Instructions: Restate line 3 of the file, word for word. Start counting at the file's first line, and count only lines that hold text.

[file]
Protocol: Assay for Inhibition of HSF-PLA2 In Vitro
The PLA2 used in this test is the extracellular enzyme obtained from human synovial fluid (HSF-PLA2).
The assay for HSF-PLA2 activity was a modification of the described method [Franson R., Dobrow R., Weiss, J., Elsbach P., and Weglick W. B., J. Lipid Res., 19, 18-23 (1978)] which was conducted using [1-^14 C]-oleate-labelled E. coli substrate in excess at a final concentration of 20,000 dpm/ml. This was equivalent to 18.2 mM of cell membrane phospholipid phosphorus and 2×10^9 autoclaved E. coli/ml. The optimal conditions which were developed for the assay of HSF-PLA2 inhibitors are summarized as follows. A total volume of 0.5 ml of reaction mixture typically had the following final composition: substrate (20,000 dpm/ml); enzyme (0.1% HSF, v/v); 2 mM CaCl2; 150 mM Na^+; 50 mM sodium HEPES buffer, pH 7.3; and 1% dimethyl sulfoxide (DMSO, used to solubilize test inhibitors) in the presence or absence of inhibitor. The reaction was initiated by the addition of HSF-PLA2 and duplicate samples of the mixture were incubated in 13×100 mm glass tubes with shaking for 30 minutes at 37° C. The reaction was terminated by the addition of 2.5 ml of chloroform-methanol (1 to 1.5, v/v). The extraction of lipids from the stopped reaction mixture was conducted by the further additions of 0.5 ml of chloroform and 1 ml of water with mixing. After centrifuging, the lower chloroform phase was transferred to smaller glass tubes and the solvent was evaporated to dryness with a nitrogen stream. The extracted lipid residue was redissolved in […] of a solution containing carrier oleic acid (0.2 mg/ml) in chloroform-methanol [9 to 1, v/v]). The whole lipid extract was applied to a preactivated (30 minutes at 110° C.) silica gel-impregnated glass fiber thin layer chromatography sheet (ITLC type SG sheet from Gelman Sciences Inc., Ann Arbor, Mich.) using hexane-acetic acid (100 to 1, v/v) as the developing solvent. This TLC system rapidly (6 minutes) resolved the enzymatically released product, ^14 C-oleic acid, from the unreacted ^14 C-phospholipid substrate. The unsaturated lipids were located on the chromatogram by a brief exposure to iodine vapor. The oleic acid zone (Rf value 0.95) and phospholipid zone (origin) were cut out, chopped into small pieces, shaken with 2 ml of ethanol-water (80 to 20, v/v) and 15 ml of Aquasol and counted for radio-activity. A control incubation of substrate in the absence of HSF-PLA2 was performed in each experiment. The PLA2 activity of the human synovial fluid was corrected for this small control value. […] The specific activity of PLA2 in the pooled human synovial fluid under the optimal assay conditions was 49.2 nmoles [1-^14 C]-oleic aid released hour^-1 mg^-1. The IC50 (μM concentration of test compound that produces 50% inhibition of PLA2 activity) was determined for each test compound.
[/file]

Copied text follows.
The assay for HSF-PLA2 activity was a modification of the described method [Franson R., Dobrow R., Weiss, J., Elsbach P., and Weglick W. B., J. Lipid Res., 19, 18-23 (1978)] which was conducted using [1-^14 C]-oleate-labelled E. coli substrate in excess at a final concentration of 20,000 dpm/ml. This was equivalent to 18.2 mM of cell membrane phospholipid phosphorus and 2×10^9 autoclaved E. coli/ml. The optimal conditions which were developed for the assay of HSF-PLA2 inhibitors are summarized as follows. A total volume of 0.5 ml of reaction mixture typically had the following final composition: substrate (20,000 dpm/ml); enzyme (0.1% HSF, v/v); 2 mM CaCl2; 150 mM Na^+; 50 mM sodium HEPES buffer, pH 7.3; and 1% dimethyl sulfoxide (DMSO, used to solubilize test inhibitors) in the presence or absence of inhibitor. The reaction was initiated by the addition of HSF-PLA2 and duplicate samples of the mixture were incubated in 13×100 mm glass tubes with shaking for 30 minutes at 37° C. The reaction was terminated by the addition of 2.5 ml of chloroform-methanol (1 to 1.5, v/v). The extraction of lipids from the stopped reaction mixture was conducted by the further additions of 0.5 ml of chloroform and 1 ml of water with mixing. After centrifuging, the lower chloroform phase was transferred to smaller glass tubes and the solvent was evaporated to dryness with a nitrogen stream. The extracted lipid residue was redissolved in […] of a solution containing carrier oleic acid (0.2 mg/ml) in chloroform-methanol [9 to 1, v/v]). The whole lipid extract was applied to a preactivated (30 minutes at 110° C.) silica gel-impregnated glass fiber thin layer chromatography sheet (ITLC type SG sheet from Gelman Sciences Inc., Ann Arbor, Mich.) using hexane-acetic acid (100 to 1, v/v) as the developing solvent. This TLC system rapidly (6 minutes) resolved the enzymatically released product, ^14 C-oleic acid, from the unreacted ^14 C-phospholipid substrate. The unsaturated lipids were located on the chromatogram by a brief exposure to iodine vapor. The oleic acid zone (Rf value 0.95) and phospholipid zone (origin) were cut out, chopped into small pieces, shaken with 2 ml of ethanol-water (80 to 20, v/v) and 15 ml of Aquasol and counted for radio-activity. A control incubation of substrate in the absence of HSF-PLA2 was performed in each experiment. The PLA2 activity of the human synovial fluid was corrected for this small control value. […] The specific activity of PLA2 in the pooled human synovial fluid under the optimal assay conditions was 49.2 nmoles [1-^14 C]-oleic aid released hour^-1 mg^-1. The IC50 (μM concentration of test compound that produces 50% inhibition of PLA2 activity) was determined for each test compound.